Jun 15, 2011 Herm Card Uncategorized
Herm Card is a former teacher with more than 32 years of classroom experience and 20 years as a professional development consultant. His column appears bi-weekly in The Eagle. Reach him at email@example.com.
“The Board of Regents was established in 1784 and is the oldest, continuous state education entity in the United States. Regents are responsible for the general supervision of all educational activities within the state, presiding over the State University of New York and the New York State Education Department,” (regents.nysed.gov/members).
The state legislature appoints the 17 Regents, one from each of the state’s 13 judicial districts and four members-at-large, to five-year terms. They are unsalaried, reimbursed only for travel and expenses related to their official duties.
They are truly talented individuals, men and women of accomplishment. They donate their time and effort for the good of our state. They are business and government leaders, doctors, lawyers, scientists, professors and humanitarians with accomplishments far too numerous to recount here.
But, almost hidden on their extensive resumes – pardon me – curricula vitae, is the fact that only five of the 17 people most responsible for administering the education of over 2.7 million students (540,000 per Regent) have taught in the public schools.
The Regents themselves are talented and well meaning, not to be condemned for their individual efforts. It is the Board of Regents system that needs to be condemned for its inefficiency and failure to adapt to the facts of life of public education – that education should be in the hands of educators.
Studying education, writing about education, obtaining degrees in higher education, teaching at the college level and beyond are automatic qualifiers as experts in education.
State legislators are qualified to recognize the qualities required to adequately administer the huge and often unwieldy education system in New York. (It is interesting to note that the Regents are appointed to represent judicial districts, rather than say, BOCES districts that directly relate to education.)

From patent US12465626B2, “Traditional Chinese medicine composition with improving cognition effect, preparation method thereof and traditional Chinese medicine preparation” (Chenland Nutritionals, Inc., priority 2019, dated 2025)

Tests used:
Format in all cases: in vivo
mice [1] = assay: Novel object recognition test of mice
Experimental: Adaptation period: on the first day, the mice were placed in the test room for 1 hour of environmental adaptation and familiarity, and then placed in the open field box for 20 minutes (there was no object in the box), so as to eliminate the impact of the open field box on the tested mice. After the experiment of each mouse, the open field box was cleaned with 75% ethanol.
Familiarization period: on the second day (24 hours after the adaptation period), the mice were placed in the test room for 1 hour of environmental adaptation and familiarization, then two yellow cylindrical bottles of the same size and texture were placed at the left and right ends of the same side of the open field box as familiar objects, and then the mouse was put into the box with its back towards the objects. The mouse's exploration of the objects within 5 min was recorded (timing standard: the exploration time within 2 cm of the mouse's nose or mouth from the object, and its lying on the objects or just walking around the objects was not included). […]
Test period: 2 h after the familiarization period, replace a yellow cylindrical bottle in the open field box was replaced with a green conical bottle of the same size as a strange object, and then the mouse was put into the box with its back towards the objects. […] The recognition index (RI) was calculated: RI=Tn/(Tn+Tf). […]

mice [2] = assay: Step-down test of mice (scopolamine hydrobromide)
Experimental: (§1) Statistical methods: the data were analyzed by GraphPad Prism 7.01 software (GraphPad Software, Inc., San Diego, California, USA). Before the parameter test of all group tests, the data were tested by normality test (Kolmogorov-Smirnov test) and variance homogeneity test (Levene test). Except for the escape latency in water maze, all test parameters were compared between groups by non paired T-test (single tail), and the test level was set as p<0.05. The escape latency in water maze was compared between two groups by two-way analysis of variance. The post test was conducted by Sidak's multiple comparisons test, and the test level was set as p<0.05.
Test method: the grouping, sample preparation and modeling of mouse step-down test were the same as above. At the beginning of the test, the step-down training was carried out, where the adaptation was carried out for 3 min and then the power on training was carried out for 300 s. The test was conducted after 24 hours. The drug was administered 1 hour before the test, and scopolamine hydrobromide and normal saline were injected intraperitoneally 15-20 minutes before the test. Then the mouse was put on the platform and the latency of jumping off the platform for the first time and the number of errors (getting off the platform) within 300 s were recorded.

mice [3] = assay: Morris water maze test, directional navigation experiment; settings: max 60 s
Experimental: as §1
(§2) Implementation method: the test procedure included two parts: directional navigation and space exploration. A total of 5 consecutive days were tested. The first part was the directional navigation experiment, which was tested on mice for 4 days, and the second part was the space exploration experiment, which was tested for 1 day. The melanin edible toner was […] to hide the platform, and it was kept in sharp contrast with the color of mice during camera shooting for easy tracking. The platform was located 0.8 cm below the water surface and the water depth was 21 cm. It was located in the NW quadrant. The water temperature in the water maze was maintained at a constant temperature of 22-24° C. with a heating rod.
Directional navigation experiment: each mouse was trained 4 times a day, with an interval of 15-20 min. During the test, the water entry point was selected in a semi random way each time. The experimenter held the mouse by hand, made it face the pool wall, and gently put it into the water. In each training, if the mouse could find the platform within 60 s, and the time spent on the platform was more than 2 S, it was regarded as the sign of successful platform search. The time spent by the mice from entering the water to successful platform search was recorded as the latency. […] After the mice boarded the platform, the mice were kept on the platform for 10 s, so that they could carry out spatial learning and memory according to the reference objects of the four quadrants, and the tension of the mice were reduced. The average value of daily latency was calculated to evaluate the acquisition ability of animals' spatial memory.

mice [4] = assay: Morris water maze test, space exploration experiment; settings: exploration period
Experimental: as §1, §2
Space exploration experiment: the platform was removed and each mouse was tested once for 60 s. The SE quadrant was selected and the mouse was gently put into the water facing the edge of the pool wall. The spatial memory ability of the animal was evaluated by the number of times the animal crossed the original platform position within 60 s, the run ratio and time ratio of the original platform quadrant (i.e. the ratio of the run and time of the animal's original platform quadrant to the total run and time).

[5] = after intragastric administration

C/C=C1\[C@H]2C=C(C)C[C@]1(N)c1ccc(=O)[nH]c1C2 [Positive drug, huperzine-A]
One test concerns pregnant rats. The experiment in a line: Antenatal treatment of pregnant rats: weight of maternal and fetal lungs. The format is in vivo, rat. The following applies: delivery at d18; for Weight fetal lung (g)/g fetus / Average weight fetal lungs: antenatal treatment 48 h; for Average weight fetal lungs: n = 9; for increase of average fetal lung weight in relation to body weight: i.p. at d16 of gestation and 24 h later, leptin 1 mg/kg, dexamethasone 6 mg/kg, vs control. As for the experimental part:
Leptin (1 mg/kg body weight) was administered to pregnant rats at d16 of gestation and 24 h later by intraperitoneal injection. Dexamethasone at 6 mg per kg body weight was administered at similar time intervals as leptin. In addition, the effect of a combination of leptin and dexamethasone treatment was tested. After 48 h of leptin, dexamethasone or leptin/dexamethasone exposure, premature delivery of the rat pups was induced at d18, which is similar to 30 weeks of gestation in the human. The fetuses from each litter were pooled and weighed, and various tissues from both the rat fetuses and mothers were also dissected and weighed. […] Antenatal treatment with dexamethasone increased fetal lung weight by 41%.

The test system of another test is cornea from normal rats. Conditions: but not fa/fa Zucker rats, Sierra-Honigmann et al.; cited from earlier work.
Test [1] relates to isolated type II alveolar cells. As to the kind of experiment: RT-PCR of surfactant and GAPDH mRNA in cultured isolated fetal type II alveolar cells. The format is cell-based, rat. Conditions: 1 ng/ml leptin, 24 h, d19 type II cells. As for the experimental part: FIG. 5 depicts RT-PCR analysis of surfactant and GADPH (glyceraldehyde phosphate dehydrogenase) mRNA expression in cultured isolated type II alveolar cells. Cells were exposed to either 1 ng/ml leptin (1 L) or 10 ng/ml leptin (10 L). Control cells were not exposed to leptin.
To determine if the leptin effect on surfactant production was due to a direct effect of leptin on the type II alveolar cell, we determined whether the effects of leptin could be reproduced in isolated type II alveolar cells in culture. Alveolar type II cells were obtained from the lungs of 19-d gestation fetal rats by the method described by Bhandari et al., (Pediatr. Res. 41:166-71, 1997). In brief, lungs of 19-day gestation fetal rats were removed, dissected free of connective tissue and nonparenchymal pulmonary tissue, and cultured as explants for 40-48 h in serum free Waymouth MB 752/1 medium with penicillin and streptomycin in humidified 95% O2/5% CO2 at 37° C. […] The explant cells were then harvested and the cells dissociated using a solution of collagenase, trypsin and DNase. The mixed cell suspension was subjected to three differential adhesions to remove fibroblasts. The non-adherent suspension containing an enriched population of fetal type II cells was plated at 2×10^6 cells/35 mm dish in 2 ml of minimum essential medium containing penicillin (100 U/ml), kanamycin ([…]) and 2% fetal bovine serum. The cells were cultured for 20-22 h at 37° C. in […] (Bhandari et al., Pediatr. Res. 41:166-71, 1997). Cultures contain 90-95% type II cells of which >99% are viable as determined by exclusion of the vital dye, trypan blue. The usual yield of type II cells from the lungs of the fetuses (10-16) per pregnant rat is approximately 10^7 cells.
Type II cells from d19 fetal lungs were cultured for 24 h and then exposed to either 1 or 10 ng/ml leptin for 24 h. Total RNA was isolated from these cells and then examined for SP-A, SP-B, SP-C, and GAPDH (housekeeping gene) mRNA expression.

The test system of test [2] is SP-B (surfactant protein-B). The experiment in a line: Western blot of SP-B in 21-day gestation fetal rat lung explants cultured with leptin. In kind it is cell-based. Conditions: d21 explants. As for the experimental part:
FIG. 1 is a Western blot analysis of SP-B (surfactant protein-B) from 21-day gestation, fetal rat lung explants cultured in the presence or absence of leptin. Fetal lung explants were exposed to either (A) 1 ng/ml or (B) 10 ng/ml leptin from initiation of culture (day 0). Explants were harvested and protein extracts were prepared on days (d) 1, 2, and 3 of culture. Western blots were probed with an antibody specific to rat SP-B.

Tinkering with standards, increasing assessment testing, and continually adjusting the increasingly vague definition of “competence” is the best way to rectify decades of ineffective administration.
Ignoring the vastly divergent demographics of New York’s student population in order to create a “level playing field” (read: make it easier to put scores on a graph) gives a true measure of student AND teacher accomplishment.
Spending millions of New York dollars in California and North Carolina to have tests produced and results evaluated is a far more efficient use of our money that directing it to the school districts where the education should be taking place and money is lacking.
So, comparing fact and fiction, the weight of the evidence points out that the trouble we are in cannot be blamed exclusively on incompetent teachers, unmotivated students and ineffective local administrators as most government agencies, including the New York State Education Department, would have us believe.
The NYSED’s quest for documenting achievement ignores the basic fact that educational success is not measurable on the spot – it is measurable only in the long term – not on a graph but in the reality of our society. The Board of Regents and SED, so consumed by testing and measuring, might do well to pay attention to the old farmers’ adage that “We don’t fatten up our cattle by weighing them.”
For more on this, in far greater detail, here are two vastly contrasting websites: New York State United Teachers, nysut.org/nysutunited.htm, and the New York State Education Department’s site, nysed.gov.